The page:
Despite the hospitals best efforts, not all of the patients are able to be released into the wild. For example, "Therese" the Eastern Screech Owl pictured above, has a badly injured right eye after colliding with a building.
"Solomon", the beautiful Barred Owl below was injured in an automobile collision, and suffered from a fractured wing. His wing was surgically repaired by a veterinarian. Although the rehabilitation center had planned to release him after the surgery, it was then discovered that he was blind in his left eye. As owls rely heavily on their keen vision to hunt for prey, he was found to be unsuitable for release to the wild. Although once found on Long Island in large numbers, Barred Owls have been seldom seen here in recent years due to a lack of suitable habitat.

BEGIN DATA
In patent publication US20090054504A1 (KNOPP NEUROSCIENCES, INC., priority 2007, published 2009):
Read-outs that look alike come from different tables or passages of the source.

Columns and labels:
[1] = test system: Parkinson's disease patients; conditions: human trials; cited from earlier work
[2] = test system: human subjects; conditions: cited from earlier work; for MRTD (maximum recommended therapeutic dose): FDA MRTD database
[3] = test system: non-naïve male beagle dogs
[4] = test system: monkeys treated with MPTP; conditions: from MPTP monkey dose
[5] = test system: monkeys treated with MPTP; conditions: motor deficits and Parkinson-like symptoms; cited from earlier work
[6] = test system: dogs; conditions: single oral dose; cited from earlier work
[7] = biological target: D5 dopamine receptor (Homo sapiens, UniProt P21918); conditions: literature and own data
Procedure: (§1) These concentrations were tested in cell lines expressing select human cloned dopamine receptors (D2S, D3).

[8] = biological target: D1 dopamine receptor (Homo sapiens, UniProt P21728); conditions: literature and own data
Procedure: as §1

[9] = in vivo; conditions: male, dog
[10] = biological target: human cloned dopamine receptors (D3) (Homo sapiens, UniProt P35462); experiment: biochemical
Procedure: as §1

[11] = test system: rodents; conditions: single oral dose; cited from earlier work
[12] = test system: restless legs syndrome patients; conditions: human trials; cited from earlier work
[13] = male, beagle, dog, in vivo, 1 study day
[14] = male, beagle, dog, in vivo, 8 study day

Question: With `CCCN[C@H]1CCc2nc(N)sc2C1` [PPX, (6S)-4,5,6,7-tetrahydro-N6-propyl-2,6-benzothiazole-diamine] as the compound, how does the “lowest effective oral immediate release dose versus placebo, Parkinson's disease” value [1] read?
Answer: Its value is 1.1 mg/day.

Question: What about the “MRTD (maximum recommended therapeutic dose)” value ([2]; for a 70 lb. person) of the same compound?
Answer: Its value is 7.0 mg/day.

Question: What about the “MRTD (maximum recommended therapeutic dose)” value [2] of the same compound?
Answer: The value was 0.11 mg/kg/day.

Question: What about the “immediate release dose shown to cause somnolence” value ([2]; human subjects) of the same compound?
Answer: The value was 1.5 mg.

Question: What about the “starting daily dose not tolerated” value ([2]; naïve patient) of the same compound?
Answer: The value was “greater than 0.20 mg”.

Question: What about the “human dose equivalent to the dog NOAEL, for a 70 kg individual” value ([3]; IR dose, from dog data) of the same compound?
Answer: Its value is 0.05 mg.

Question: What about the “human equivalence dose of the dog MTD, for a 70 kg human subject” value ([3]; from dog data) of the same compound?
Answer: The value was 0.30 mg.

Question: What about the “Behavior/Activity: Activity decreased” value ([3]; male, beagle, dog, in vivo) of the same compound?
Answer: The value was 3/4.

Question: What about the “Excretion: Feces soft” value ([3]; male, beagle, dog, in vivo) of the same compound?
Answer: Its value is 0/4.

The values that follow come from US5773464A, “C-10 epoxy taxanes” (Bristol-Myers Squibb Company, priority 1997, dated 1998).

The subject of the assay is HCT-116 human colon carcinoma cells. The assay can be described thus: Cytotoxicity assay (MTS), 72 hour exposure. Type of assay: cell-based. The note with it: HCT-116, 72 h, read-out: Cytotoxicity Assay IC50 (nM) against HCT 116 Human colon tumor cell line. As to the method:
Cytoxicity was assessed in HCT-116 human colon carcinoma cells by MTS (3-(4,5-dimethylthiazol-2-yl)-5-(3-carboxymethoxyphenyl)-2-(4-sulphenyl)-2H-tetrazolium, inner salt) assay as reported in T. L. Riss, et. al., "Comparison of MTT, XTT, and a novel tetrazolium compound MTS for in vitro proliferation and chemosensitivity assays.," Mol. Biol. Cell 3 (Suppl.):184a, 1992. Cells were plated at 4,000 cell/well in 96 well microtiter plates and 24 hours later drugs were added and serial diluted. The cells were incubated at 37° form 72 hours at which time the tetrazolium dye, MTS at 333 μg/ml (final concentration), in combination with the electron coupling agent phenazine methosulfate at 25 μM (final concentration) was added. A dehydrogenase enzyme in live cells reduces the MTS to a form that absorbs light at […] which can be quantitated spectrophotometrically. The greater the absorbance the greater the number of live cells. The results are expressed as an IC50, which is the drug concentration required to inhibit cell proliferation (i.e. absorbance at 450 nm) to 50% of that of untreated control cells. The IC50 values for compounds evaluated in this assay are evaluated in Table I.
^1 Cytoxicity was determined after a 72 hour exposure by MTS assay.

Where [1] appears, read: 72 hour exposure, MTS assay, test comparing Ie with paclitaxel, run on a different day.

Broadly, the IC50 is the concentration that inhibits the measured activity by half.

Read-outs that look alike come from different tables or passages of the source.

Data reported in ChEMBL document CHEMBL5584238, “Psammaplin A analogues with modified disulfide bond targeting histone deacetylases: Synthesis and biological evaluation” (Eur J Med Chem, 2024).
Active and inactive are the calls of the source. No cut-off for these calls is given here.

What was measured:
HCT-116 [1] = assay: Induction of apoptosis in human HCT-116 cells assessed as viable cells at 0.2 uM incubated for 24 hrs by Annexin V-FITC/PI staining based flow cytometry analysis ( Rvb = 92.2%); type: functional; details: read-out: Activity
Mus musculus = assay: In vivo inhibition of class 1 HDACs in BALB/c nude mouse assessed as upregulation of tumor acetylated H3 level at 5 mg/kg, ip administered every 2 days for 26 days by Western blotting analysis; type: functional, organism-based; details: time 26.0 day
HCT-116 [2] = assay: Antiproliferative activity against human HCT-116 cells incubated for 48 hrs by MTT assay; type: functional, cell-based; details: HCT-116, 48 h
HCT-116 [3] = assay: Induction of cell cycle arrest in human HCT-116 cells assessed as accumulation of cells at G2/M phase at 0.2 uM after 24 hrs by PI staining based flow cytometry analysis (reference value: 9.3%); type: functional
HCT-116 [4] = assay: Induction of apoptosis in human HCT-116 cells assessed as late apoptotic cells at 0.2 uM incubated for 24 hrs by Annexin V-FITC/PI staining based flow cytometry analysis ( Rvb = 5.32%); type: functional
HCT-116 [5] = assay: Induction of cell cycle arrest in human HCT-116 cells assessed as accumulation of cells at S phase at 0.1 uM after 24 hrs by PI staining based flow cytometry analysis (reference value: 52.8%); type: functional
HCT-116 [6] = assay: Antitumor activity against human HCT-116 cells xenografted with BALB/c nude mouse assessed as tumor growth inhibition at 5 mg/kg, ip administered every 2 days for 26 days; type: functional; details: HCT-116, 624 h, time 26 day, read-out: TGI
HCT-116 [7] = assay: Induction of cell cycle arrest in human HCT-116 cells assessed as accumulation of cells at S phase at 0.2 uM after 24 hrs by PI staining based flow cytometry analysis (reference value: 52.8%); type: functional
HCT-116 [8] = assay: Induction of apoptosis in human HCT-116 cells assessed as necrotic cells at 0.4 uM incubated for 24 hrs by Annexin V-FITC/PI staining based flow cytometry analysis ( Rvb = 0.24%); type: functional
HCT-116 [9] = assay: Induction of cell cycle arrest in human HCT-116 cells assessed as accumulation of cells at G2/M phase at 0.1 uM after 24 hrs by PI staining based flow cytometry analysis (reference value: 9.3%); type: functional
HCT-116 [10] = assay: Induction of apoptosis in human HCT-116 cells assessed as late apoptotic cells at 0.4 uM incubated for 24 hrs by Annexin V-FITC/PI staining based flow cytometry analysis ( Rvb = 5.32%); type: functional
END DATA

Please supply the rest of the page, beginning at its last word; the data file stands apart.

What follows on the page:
There are also birds that have been imprinted by humans, and have never learned to hunt, or fend for themselves. Taylor the Red Tailed Hawk is one such example. He was confiscated by the Department of Environmental Conservation from a citizen who intended to illegally keep him captive. A trial ensued, and the DEC requested he remain at their center. He could not be released to the wild because he had become too accustomed to humans.